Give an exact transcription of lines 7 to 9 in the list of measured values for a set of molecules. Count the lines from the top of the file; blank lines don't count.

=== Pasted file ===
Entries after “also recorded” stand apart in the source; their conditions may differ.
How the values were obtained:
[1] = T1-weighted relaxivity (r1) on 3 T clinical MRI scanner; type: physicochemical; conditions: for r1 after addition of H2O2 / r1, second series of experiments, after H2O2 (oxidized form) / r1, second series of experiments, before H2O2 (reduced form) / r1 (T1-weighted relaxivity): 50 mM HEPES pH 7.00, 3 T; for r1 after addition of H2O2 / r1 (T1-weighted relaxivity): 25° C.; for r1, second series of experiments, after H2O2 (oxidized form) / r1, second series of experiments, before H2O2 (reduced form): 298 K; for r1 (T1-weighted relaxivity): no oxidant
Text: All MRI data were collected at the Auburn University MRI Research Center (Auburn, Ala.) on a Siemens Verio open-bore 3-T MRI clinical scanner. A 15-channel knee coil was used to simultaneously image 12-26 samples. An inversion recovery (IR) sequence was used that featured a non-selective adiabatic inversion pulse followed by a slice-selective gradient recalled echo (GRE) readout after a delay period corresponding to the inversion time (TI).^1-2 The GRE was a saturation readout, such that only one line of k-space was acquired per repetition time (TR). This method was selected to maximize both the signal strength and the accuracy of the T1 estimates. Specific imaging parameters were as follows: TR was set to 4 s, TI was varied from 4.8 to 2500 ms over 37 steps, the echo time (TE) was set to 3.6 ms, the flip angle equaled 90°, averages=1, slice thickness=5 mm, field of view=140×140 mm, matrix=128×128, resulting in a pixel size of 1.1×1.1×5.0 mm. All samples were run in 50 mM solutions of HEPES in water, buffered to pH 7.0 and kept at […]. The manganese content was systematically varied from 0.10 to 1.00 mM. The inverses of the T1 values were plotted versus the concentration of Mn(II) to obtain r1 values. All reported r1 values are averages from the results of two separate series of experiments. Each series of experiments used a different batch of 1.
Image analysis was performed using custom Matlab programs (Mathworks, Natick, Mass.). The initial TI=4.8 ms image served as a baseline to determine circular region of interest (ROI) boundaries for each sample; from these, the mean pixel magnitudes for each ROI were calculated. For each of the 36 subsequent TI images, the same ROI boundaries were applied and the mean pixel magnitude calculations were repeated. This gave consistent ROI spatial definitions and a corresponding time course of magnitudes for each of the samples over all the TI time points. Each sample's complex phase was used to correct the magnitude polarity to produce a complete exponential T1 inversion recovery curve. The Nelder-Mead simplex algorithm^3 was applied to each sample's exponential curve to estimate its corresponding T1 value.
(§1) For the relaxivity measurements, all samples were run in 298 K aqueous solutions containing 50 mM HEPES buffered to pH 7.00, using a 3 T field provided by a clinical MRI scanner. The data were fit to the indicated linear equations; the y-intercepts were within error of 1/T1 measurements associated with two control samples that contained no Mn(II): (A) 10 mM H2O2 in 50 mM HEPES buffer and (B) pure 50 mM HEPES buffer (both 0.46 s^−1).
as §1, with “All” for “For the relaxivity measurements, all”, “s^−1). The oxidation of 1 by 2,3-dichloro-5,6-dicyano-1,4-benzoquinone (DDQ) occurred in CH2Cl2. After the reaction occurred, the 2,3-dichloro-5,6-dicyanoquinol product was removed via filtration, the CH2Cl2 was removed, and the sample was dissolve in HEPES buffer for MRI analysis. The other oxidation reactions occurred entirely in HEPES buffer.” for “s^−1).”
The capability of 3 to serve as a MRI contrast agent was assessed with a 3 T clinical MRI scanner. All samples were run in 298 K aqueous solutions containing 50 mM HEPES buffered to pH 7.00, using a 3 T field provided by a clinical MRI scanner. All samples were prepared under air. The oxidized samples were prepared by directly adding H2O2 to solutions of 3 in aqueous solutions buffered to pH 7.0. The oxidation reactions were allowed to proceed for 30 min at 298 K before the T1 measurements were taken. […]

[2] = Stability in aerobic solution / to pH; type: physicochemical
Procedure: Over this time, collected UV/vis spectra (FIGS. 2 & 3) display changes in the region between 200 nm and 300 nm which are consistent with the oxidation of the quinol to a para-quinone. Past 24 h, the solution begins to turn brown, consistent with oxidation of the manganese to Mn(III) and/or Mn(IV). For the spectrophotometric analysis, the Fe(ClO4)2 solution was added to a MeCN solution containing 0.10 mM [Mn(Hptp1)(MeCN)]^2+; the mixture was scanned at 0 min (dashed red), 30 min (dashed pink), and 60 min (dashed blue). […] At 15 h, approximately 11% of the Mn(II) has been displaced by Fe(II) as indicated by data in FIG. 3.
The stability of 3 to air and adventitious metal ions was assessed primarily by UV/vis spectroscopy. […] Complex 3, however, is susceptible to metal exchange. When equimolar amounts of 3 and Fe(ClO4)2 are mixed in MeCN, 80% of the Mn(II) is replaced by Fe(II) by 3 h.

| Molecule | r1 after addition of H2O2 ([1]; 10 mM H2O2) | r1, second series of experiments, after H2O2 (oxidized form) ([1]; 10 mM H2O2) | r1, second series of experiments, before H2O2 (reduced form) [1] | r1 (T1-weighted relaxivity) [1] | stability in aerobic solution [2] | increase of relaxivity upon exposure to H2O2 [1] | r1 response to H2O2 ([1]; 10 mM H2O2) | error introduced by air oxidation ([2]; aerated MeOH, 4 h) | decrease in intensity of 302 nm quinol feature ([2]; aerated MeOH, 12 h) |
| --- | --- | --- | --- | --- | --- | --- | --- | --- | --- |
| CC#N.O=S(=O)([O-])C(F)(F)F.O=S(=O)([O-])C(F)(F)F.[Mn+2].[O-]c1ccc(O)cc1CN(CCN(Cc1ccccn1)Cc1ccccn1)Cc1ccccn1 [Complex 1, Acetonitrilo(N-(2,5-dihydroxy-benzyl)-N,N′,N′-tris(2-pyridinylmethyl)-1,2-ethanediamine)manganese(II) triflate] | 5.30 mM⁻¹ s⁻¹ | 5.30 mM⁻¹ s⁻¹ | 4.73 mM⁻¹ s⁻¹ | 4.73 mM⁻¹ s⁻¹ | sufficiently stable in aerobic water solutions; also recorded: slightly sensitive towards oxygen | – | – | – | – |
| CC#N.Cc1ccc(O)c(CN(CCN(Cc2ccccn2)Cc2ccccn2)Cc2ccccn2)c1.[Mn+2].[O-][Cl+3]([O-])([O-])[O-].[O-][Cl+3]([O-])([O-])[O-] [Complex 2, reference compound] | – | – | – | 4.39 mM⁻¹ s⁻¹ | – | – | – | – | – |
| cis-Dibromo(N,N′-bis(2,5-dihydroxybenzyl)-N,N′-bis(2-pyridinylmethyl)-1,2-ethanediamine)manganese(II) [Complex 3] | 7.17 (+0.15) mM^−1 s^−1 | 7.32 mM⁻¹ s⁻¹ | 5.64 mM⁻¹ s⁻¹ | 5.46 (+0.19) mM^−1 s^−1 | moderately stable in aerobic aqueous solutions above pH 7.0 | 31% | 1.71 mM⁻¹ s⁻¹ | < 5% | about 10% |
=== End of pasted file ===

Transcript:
as §1, with “All” for “For the relaxivity measurements, all”, “s^−1). The oxidation of 1 by 2,3-dichloro-5,6-dicyano-1,4-benzoquinone (DDQ) occurred in CH2Cl2. After the reaction occurred, the 2,3-dichloro-5,6-dicyanoquinol product was removed via filtration, the CH2Cl2 was removed, and the sample was dissolve in HEPES buffer for MRI analysis. The other oxidation reactions occurred entirely in HEPES buffer.” for “s^−1).”
The capability of 3 to serve as a MRI contrast agent was assessed with a 3 T clinical MRI scanner. All samples were run in 298 K aqueous solutions containing 50 mM HEPES buffered to pH 7.00, using a 3 T field provided by a clinical MRI scanner. All samples were prepared under air. The oxidized samples were prepared by directly adding H2O2 to solutions of 3 in aqueous solutions buffered to pH 7.0. The oxidation reactions were allowed to proceed for 30 min at 298 K before the T1 measurements were taken. […]

[2] = Stability in aerobic solution / to pH; type: physicochemical